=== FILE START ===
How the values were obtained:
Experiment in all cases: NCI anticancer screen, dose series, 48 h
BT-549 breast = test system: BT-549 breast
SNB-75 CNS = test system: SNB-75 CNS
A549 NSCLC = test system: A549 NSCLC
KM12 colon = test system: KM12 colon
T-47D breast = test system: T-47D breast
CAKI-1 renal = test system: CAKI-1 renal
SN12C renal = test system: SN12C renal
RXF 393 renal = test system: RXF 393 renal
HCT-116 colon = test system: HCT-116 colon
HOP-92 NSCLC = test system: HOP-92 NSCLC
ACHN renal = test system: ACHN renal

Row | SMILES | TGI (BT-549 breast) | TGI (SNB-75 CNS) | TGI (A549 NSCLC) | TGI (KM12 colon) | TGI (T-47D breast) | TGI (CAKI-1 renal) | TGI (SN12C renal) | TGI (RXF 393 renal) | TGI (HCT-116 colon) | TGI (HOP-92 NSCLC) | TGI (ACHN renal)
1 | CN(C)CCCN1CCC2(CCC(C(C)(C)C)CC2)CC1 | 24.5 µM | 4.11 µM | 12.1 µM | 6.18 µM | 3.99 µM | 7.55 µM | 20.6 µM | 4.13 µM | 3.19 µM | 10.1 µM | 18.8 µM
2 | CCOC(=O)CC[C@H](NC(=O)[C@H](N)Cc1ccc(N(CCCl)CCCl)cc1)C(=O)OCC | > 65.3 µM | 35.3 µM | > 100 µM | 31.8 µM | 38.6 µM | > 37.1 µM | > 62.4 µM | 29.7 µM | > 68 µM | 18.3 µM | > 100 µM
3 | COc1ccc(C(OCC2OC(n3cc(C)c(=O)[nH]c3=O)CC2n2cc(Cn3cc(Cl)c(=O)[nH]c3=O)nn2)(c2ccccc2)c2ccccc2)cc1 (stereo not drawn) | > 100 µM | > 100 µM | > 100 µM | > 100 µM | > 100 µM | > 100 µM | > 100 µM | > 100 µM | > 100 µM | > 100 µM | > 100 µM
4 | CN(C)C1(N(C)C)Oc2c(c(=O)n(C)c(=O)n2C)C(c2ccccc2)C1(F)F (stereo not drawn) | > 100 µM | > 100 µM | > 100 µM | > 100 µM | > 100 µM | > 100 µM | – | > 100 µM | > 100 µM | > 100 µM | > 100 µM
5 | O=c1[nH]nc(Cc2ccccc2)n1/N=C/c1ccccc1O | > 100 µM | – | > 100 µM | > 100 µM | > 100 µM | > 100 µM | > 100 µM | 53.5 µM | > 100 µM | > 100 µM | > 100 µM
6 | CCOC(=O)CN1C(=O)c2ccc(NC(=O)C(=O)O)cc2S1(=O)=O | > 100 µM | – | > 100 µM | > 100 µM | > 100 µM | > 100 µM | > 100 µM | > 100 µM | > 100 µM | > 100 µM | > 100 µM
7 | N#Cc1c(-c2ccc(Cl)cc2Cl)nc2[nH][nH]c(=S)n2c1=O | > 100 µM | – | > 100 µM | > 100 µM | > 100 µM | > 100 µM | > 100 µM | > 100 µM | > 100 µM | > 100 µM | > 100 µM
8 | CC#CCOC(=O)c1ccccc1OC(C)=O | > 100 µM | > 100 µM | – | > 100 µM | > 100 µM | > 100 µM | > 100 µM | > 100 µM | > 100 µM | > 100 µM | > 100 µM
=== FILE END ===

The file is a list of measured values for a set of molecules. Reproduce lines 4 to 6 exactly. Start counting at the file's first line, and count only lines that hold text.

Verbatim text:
SNB-75 CNS = test system: SNB-75 CNS
A549 NSCLC = test system: A549 NSCLC
KM12 colon = test system: KM12 colon